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THEATER REVIEW 'THE WIZARD OF OZ' : Riveting Road Trip : Dorothy and her pals take to the yellow brick pathway in a stage production true to the classic film and full of special effects.

December 05, 1991|PHILIP BRANDES | SPECIAL TO THE TIMES

How about a little fire, Scarecrow?

There are pyrotechnics, special effects and plenty of fun to be had at PCPA Theaterfest's "The Wizard of Oz." It's a show that has something for everyone.

Even the first-rate performances take a back seat to eye-popping special effects. Fans of the MGM classic will marvel at the ingenuity with which their favorite scenes have been translated to the stage. And for youthful first-timers, who make up a sizable portion of the nearly sold-out run's audience, it would be hard to imagine a more engaging initiation.

More faithful to the film than to the original Oz books of L. Frank Baum, this play by John Kane was originally commissioned in 1987 by the Royal Shakespeare Company. It even features all those songs you can murmur in your sleep, plus a few surprises (including additional verses and a full production number, "The Jitterbug," which were cut from the film).

In the PCPA production, Angela J. Haag stars as Dorothy, the girl who high-tails it to the fantasy land of Oz on the coattails of a tornado when the high pressure responsibilities of growing up become a little too overwhelming.

Joining her quest for a return ticket are those archetypal companions, the Tin Woodsman in search of a heart (Gregg Coffin), the Lion who lacks courage (Charlie Bachmann) and the Scarecrow (Brad Carroll) who could solve all their problems if he only had a brain. Although all three turn in commendable performances, it's Carroll who proves the most memorable. Coming on like a quadruple-jointed contortionist and constantly leaking straw, he always seems to be just this side of coming apart at the seams.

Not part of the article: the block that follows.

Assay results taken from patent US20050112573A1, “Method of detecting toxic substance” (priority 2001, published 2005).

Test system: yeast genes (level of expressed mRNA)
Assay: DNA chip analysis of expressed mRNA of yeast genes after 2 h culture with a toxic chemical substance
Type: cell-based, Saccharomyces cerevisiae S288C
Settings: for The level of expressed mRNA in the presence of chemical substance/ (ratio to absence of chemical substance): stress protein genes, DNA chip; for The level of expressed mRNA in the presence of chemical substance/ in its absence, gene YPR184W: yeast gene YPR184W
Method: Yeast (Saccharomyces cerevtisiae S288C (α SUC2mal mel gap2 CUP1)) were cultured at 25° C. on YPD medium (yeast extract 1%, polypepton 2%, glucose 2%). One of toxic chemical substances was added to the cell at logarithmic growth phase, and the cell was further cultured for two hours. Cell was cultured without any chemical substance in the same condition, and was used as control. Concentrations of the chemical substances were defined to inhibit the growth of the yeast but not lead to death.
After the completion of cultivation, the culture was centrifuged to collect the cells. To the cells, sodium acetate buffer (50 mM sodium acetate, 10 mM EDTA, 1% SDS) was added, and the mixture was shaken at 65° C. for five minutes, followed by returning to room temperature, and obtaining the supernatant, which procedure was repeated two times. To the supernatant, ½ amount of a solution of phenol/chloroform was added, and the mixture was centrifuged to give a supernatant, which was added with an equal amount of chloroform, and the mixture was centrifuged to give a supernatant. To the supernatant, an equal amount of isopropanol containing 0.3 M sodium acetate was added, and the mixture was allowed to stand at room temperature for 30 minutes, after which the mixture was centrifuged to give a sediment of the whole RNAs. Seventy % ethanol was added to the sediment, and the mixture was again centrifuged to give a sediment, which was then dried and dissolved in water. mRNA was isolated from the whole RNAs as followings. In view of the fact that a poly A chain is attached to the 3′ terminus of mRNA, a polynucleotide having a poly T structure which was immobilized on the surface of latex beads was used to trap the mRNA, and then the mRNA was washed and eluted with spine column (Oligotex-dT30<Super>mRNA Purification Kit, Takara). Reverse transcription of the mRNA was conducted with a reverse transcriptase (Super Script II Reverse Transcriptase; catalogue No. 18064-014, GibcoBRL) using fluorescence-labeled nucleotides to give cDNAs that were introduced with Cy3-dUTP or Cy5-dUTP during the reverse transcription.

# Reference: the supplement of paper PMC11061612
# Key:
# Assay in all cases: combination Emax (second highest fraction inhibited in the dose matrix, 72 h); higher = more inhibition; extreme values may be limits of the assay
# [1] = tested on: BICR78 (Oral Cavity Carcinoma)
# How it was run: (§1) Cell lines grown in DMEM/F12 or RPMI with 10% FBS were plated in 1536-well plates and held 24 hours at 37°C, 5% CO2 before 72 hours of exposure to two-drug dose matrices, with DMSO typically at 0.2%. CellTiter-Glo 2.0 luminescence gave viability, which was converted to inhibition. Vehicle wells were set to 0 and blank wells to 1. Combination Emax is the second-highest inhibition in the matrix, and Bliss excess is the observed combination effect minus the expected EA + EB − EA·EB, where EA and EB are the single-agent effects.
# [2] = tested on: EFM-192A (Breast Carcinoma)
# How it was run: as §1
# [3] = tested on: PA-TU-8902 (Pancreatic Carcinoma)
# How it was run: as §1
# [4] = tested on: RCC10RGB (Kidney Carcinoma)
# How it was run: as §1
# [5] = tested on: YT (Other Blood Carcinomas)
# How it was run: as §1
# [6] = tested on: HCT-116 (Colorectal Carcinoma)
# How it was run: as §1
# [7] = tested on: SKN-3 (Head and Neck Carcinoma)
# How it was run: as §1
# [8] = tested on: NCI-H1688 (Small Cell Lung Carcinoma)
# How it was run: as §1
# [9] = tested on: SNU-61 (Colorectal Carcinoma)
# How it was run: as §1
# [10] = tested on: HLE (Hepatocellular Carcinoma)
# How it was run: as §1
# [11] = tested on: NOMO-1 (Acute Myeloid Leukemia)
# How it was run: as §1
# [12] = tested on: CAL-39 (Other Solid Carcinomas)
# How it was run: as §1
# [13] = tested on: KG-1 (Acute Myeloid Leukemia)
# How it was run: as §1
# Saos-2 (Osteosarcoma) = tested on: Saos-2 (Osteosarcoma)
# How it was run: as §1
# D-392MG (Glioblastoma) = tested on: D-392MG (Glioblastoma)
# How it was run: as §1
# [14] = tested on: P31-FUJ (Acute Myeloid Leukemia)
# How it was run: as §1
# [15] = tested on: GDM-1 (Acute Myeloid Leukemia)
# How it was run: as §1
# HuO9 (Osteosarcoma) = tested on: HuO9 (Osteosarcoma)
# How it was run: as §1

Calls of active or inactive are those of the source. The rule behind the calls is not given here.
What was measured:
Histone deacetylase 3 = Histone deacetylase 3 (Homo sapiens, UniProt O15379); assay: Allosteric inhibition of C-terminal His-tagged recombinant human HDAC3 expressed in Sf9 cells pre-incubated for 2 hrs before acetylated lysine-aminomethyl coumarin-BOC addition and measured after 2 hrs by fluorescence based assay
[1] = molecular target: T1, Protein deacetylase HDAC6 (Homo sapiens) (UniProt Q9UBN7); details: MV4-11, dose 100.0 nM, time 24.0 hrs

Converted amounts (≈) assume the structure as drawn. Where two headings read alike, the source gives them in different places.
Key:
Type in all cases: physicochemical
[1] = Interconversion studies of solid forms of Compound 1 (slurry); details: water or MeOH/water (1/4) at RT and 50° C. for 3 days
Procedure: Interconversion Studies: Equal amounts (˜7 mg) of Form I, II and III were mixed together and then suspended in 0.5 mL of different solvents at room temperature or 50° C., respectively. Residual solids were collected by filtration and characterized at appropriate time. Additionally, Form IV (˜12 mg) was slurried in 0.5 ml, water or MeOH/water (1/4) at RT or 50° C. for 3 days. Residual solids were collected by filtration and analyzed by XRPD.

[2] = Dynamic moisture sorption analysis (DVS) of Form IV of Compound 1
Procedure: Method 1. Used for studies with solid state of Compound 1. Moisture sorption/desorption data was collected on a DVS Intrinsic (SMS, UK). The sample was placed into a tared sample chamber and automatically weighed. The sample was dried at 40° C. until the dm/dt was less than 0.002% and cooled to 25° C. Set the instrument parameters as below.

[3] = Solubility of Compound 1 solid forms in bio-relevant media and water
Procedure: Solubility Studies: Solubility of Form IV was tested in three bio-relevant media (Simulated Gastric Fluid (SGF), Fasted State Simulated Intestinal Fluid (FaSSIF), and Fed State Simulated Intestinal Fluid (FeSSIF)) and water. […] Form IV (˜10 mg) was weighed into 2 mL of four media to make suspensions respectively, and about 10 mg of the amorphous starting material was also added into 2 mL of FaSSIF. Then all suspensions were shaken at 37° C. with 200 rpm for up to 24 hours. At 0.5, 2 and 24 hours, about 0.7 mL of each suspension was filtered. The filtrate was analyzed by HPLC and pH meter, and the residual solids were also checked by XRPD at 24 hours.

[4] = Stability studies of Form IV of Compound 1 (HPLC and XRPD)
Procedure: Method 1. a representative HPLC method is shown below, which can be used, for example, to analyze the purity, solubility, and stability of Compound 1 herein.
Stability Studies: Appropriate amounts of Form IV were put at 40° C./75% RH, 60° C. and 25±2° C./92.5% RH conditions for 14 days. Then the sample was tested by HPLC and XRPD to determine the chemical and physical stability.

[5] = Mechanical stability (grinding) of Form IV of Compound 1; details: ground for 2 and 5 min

Jennifer Bledsoe is a scream--literally--as the Wicked Witch. And although Michael Fitzpatrick's Wizard is competent, he's upstaged by his own mechanical alter ego when our heroes enter the Great Hall to ask his assistance.

Judith Ryerson's stunning costume designs play the biggest nonperforming role in making this a believable trip to Oz. Not only are the principals perfectly garbed, but throughout the show we're constantly amazed and delighted by the inventive supporting characters--enormous crow puppets that assault the Scarecrow, for example, or the trio of apple trees that croon like the Andrews Sisters and hurl their fruit in a fit of pique. And as a sucker for little kids on stage, I found Ryerson's transformation of 17 youngsters into the citizens of Munchkinland irresistible.

With all its shifting locations and serious prop requirements, the considerable scenic design challenge is deftly handled by Norm Spencers.

A veteran director of some of PCPA's most memorable musicals, Jack Shouse returns from a yearlong hiatus. And he is in top form. This "Wizard of Oz" is a family treat. The only down side is that going to Santa Maria to see it is somewhat like taking a trip to Disneyland. But it's just as much fun, you'll get out of there a lot faster, and even make it home with some spare change in your pocket.

* WHERE AND WHEN

"The Wizard of Oz" will be performed through Dec. 22 at the Allan Hancock College's Marian Theatre in Santa Maria. Evening performances are at 8 p.m. Wednesdays through Sundays; matinees are on Wednesdays and Sundays at 2 p.m. Tickets are $10-$17 for adults; up to four children's tickets may be purchased with each adult ticket for half the adult admission price. Tickets are available through all TicketMaster outlets, or call (800) 221-9469 for reservations or information.

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